Thus, the nest member, which receives the eggs, can be used separately to carry eggs and hold the eggs while the nest member is on a supporting surface. Also, the nest member can be placed within the base member with the lid member placed on top of the base member, with the peripheral lip extending downwardly to enclose the eggs within the base member. Alternatively, the lid member may be reversed or inverted on the base member so that the peripheral lip portion extends upwardly which would permit a second nest member to be placed on top of the inverted lid member, or a second base member to be placed on the inverted lid member. Thus, by utilizing a number of base members and inverted lid members, a stack of egg containers could be provided with an unlimited height.
The bottom member sidewalls are sufficiently tall so as to permit a standard sized egg carton to be received within the bottom member so that an unlimited number of eggs could also be stored in the stack of egg containers even without separately using the nest member.
The nest portion has a handle extending upwardly therefrom for manual grasping of the nest member to allow it to be removed from the base member. Preferably the nest member is sized to hold one dozen eggs.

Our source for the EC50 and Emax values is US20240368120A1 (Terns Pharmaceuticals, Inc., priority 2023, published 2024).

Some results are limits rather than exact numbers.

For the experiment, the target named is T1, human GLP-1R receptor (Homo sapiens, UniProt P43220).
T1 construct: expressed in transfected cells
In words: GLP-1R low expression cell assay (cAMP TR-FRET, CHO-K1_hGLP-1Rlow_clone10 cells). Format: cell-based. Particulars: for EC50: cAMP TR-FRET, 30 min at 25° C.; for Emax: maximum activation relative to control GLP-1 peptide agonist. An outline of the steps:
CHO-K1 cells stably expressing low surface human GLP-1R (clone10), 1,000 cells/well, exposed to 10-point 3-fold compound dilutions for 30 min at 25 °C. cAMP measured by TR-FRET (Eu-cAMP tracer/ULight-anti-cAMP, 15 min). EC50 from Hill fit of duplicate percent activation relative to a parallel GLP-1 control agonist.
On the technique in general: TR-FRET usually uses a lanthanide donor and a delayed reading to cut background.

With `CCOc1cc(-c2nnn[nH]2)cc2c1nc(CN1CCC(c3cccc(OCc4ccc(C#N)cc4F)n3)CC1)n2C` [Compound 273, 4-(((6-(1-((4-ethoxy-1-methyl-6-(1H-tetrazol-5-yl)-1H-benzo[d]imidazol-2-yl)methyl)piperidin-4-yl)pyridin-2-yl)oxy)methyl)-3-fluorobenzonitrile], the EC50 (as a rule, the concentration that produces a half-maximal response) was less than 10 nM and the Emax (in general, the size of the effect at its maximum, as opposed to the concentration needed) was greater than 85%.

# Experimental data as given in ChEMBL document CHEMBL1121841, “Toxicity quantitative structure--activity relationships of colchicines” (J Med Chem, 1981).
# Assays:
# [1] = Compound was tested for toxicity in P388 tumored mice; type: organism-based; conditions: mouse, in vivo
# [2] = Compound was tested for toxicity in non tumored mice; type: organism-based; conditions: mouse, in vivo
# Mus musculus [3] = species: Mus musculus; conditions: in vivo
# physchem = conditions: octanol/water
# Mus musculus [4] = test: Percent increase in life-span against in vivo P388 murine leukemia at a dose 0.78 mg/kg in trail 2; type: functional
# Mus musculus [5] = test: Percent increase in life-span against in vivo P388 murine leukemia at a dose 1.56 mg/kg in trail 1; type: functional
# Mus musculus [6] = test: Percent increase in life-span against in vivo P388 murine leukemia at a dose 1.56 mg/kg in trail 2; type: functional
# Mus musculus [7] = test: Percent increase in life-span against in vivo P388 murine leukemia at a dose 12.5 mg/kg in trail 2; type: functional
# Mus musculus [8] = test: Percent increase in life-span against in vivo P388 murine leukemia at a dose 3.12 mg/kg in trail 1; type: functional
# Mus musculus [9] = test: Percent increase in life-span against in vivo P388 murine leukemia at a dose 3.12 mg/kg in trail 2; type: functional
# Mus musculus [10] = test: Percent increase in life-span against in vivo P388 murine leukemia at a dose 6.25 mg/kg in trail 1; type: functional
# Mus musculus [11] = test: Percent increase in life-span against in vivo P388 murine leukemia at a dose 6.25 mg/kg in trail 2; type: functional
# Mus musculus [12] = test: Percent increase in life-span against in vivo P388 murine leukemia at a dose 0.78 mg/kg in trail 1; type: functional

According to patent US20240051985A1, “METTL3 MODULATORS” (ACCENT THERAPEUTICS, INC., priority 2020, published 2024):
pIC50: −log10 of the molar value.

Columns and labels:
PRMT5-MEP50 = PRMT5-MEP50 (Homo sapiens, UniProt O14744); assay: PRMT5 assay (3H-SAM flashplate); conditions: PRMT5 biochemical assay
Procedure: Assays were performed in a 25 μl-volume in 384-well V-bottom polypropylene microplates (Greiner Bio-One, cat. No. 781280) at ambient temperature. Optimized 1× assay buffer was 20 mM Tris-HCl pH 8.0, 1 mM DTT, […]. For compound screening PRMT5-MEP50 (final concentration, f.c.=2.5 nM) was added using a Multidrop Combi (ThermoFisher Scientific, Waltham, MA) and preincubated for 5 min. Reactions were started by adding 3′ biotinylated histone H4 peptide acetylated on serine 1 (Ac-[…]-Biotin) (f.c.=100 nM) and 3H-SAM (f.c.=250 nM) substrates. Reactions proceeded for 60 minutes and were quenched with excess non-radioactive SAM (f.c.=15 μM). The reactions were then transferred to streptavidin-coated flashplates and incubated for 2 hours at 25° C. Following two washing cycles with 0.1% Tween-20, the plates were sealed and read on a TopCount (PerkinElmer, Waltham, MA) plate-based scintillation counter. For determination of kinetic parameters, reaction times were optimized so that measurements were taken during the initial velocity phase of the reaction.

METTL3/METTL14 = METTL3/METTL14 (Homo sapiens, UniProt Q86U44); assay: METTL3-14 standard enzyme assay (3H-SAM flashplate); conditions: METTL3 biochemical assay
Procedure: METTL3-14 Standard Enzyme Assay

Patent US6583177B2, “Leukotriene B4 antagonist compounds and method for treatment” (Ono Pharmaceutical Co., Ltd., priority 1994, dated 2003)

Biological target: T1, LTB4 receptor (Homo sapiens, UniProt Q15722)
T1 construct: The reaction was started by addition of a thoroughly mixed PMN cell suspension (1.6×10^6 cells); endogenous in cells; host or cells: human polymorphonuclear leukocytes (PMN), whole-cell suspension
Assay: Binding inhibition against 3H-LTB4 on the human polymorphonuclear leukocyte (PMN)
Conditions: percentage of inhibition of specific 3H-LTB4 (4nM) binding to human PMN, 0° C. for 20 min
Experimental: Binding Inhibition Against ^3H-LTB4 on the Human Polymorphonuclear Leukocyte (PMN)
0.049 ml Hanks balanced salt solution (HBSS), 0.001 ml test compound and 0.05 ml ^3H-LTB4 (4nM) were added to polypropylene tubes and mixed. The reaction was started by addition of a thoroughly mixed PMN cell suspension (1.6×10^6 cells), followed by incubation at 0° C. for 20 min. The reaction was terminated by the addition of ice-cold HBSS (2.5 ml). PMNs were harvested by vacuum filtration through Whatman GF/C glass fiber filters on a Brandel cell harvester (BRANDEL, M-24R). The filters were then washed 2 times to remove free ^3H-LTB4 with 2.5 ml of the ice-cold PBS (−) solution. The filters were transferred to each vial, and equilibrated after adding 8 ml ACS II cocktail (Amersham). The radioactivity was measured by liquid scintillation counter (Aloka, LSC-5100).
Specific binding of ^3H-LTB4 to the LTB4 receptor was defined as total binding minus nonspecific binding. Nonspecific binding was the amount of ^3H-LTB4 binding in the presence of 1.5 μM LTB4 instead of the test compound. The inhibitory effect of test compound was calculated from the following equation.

FIG. 1 is a perspective exploded view of the three pieces forming a single egg container assembly.
FIG. 2 is an end sectional view of an assembled egg container assembly in a closed condition.
FIG. 3 is an end sectional view of an assembled egg container assembly in an open condition.
FIG. 4 is a an end sectional view of an egg container assembly with the lid member inverted on the bottom member, with a standard egg carton within the bottom member and the nest member on top of the inverted lid member.
FIG. 5 is a end sectional view of a stack of egg container assemblies utilizing two bottom members, two nest members and two lid members.
In FIG. 1 there is illustrated a three piece egg container assembly generally at 10 which consists of a rectangular shaped bottom member 12 having a base wall 14 and four upstanding sidewalls 16 with an open top 18. A rectangular shaped lid member 20 has a planar center section 22 and a peripheral lip portion 24. A rectangular shaped nest member 26 has a planar section 28 with receptacles 30 therein for receiving eggs and a peripheral wall portion 32 to elevate the planar section 28 above a supporting surface.
As seen in FIG. 2, the bottom member 12 has a bottom wall 42 adjoining the sidewalls 16 with a plurality of lateral ribs 44 formed in the bottom wall 42 having a slightly elevated level. The peripheral wall portion 32 of the nest member 26 is dimensioned so as to rest on the bottom wall 42 of the bottom member 12 without interfering with or engaging the ribs 44. The peripheral wall portion 32 of the nest member 26 is sufficiently high so as to elevate eggs E carried by the planar section 28 of the nest member above the ribs 44 of the bottom member bottom wall 42.